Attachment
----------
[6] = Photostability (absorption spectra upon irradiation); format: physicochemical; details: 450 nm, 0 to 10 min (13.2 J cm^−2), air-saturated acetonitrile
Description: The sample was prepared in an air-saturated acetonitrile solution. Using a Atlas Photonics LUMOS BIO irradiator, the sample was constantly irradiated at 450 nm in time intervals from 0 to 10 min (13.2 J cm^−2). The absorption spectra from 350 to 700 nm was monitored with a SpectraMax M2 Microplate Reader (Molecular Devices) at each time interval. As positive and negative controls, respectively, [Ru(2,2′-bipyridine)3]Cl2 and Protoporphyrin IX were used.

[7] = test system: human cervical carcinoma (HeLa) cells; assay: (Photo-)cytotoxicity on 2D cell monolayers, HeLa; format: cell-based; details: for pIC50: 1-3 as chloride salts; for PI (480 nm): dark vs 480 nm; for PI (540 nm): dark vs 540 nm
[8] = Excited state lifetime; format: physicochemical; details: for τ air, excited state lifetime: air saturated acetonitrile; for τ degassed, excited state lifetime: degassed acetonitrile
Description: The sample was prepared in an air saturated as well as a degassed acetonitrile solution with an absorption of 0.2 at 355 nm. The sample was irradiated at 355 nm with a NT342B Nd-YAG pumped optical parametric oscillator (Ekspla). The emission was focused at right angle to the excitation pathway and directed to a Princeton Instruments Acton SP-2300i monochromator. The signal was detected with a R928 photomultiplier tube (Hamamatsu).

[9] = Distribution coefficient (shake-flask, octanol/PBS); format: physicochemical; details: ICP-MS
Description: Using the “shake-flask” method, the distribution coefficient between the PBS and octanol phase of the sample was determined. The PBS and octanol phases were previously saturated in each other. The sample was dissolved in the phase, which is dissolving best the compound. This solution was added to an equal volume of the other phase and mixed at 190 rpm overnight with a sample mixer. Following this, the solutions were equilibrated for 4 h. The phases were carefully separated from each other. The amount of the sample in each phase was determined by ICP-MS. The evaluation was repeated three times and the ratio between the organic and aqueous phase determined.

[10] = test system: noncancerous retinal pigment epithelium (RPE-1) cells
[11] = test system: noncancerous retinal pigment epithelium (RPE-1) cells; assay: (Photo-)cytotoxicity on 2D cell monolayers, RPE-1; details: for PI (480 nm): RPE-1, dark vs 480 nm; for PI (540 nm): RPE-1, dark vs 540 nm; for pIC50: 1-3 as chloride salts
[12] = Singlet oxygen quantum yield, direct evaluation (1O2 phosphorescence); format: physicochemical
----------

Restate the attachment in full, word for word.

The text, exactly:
[6] = Photostability (absorption spectra upon irradiation); format: physicochemical; details: 450 nm, 0 to 10 min (13.2 J cm^−2), air-saturated acetonitrile
Description: The sample was prepared in an air-saturated acetonitrile solution. Using a Atlas Photonics LUMOS BIO irradiator, the sample was constantly irradiated at 450 nm in time intervals from 0 to 10 min (13.2 J cm^−2). The absorption spectra from 350 to 700 nm was monitored with a SpectraMax M2 Microplate Reader (Molecular Devices) at each time interval. As positive and negative controls, respectively, [Ru(2,2′-bipyridine)3]Cl2 and Protoporphyrin IX were used.

[7] = test system: human cervical carcinoma (HeLa) cells; assay: (Photo-)cytotoxicity on 2D cell monolayers, HeLa; format: cell-based; details: for pIC50: 1-3 as chloride salts; for PI (480 nm): dark vs 480 nm; for PI (540 nm): dark vs 540 nm
[8] = Excited state lifetime; format: physicochemical; details: for τ air, excited state lifetime: air saturated acetonitrile; for τ degassed, excited state lifetime: degassed acetonitrile
Description: The sample was prepared in an air saturated as well as a degassed acetonitrile solution with an absorption of 0.2 at 355 nm. The sample was irradiated at 355 nm with a NT342B Nd-YAG pumped optical parametric oscillator (Ekspla). The emission was focused at right angle to the excitation pathway and directed to a Princeton Instruments Acton SP-2300i monochromator. The signal was detected with a R928 photomultiplier tube (Hamamatsu).

[9] = Distribution coefficient (shake-flask, octanol/PBS); format: physicochemical; details: ICP-MS
Description: Using the “shake-flask” method, the distribution coefficient between the PBS and octanol phase of the sample was determined. The PBS and octanol phases were previously saturated in each other. The sample was dissolved in the phase, which is dissolving best the compound. This solution was added to an equal volume of the other phase and mixed at 190 rpm overnight with a sample mixer. Following this, the solutions were equilibrated for 4 h. The phases were carefully separated from each other. The amount of the sample in each phase was determined by ICP-MS. The evaluation was repeated three times and the ratio between the organic and aqueous phase determined.

[10] = test system: noncancerous retinal pigment epithelium (RPE-1) cells
[11] = test system: noncancerous retinal pigment epithelium (RPE-1) cells; assay: (Photo-)cytotoxicity on 2D cell monolayers, RPE-1; details: for PI (480 nm): RPE-1, dark vs 480 nm; for PI (540 nm): RPE-1, dark vs 540 nm; for pIC50: 1-3 as chloride salts
[12] = Singlet oxygen quantum yield, direct evaluation (1O2 phosphorescence); format: physicochemical